Importance of social capital in BAME communities

Head of Projects, Gurmeet Kaur, talks about the importance of social capital in BAME communities.

The inequalities in the UK education system are far and wide with an ever increasing chasm between the rich and poor. OECD data from 2018 suggests that ‘46% of disadvantaged students attend schools where other children tend to be deprived’ and the gap in achievement starts from early years, following individuals into their adult life. This is further exacerbated by the institutionalised racism disproportionately affecting students from BAME (Black, Asian and minority ethics) communities.

While the term ‘BAME’ can be unhelpful in lumping communities together with vastly different cultural experiences, there is key research that is helpful when analysing the common thread of inequality amongst these communities. It is particularly striking that, whereas communities across the UK are becoming more diverse, young people have little access to role models that look like them or share cultural experiences. It’s of significant concern that of the most direct role models young people have access to – teachers – only 13% of state school teachers are from BAME communities.

Whilst the education system and third sector have focused on the educational attainment in closing the gap between young people from disadvantaged communities and those from a more privileged background, the importance of increasing young peoples’ social capital remains an important part of the equation.

Social capital is ‘the links, shared values and understandings that enable individuals and groups to trust each other and so work together’ (OECD Insights). At Future First, social capital is a key predicate of how we go about in achieving social mobility across the country. We want to enable young people to tap into informal networks of their school and college alumni, connecting them to role models from a range of backgrounds and shared experiences. Amongst the pool of their alumni will be those who share ethnic backgrounds with current school communities, therefore removing the ‘social distance’ between role models and students and making their connection more impactful.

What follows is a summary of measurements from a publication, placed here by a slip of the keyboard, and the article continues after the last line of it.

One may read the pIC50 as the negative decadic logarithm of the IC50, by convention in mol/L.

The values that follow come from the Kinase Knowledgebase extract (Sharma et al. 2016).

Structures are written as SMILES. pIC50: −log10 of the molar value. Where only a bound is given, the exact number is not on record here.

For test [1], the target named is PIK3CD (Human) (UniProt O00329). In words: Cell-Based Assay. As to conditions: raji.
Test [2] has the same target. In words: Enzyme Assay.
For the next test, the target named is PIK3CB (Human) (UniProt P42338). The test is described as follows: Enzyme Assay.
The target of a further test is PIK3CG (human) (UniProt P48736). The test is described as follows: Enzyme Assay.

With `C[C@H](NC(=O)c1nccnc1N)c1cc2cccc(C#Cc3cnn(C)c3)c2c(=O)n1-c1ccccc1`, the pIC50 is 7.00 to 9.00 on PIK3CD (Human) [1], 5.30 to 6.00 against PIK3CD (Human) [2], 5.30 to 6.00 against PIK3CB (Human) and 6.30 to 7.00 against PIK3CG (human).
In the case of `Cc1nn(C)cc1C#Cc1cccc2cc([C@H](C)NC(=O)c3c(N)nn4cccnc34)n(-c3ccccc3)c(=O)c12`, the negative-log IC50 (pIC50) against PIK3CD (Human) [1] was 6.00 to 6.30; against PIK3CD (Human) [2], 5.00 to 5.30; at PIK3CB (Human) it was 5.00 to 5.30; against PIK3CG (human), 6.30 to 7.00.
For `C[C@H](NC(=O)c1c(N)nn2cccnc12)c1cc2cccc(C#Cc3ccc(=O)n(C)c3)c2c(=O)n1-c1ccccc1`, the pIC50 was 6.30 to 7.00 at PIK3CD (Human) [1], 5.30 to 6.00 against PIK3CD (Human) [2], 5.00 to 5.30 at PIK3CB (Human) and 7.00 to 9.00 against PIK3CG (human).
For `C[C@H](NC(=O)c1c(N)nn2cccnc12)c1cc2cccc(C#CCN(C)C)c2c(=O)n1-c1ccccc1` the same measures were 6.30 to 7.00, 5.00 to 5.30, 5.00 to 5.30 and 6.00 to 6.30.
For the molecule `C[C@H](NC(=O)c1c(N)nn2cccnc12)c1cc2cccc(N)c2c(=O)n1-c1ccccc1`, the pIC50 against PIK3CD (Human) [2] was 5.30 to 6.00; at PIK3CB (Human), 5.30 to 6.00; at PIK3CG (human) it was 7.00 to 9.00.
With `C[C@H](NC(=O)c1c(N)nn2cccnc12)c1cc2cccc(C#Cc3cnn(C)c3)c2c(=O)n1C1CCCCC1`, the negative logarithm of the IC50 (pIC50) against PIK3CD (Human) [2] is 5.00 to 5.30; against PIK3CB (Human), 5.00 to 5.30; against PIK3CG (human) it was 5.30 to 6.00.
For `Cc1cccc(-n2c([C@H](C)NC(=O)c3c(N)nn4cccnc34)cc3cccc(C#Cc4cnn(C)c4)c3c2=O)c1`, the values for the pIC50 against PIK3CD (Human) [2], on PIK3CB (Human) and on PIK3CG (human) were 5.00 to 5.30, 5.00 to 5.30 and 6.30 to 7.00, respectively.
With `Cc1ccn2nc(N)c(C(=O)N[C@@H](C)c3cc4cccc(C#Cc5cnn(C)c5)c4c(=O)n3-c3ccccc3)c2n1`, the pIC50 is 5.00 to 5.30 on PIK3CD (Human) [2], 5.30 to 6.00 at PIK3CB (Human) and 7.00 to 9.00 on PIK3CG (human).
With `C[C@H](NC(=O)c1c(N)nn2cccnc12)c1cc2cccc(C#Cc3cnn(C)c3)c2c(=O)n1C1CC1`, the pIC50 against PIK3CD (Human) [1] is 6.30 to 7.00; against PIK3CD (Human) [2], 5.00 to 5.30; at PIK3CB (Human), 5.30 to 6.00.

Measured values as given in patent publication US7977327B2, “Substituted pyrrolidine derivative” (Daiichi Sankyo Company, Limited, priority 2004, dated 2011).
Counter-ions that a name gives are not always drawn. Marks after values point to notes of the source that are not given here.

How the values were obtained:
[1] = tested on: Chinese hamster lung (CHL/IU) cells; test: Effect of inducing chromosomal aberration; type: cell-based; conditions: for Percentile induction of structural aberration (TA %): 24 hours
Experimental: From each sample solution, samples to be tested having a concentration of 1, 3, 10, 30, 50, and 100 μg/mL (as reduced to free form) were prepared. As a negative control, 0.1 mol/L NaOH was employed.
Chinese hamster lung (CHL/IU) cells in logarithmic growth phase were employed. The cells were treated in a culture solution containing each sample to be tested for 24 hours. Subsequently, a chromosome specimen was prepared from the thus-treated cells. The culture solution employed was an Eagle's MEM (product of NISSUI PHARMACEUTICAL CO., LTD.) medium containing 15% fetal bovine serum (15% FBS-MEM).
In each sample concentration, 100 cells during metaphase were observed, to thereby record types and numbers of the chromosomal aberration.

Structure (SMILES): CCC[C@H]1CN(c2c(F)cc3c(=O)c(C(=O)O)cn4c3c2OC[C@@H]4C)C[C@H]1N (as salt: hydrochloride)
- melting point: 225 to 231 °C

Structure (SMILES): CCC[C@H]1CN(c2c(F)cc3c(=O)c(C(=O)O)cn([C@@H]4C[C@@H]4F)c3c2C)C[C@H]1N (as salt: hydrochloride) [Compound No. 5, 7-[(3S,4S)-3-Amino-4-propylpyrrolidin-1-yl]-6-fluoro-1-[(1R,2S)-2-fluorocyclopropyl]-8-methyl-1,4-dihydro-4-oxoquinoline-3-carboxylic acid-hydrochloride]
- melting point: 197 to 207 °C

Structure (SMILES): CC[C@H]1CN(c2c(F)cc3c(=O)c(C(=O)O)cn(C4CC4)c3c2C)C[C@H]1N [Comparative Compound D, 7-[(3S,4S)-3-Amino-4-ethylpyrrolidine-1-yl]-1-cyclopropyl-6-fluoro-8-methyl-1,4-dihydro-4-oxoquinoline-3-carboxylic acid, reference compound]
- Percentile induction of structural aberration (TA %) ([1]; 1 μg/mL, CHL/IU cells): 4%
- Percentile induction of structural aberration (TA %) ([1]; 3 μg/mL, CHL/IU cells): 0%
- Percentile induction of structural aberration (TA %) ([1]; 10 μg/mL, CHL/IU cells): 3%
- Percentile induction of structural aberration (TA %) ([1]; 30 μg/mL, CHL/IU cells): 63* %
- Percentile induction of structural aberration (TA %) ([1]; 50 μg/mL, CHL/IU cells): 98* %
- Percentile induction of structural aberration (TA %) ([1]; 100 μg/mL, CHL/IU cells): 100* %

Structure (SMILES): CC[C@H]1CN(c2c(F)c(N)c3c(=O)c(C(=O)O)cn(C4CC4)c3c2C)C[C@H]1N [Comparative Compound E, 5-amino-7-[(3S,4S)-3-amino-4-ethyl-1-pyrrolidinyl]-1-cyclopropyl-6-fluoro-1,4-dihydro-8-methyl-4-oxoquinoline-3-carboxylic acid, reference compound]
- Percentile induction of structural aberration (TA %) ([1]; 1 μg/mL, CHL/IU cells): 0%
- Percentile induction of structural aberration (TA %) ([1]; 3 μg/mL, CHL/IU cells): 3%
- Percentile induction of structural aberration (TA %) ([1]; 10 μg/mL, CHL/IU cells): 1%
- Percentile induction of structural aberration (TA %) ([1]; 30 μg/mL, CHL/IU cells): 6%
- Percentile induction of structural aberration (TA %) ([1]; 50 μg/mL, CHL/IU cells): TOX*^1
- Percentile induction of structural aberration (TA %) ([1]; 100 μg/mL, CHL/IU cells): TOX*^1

There is a long held belief that social capital can be gained at universities which can act as ‘equalisers’ in access to opportunity. However, as a recent study from King’s College social mobility unit demonstrated, it is not enough to secure a place at university for young people – we must also support them all throughout their education, guiding them to navigate and expand on their social networks by taking up extra-curricular activities and securing internships. Many disadvantaged students who are taught to value educational attainment in state education may therefore crucially miss out on the importance of building their social capital at university. Tackling this in primary and secondary education by connecting them to informal networks of role models is a key way of building this knowledge in BAME communities.

Where young people lack the visible representation of success i.e. that ‘people like me’ can go on to be academically and professionally successful in their schools, local communities and wider media representation, alumni can be powerful role models. By connecting with these role models in mentor relationships, school workshops and assembly speakers, BAME students will begin to identify less with the complicated process of being trailblazers, but rather as the norm in following in the footsteps of former students who show that people like them are successful.

 

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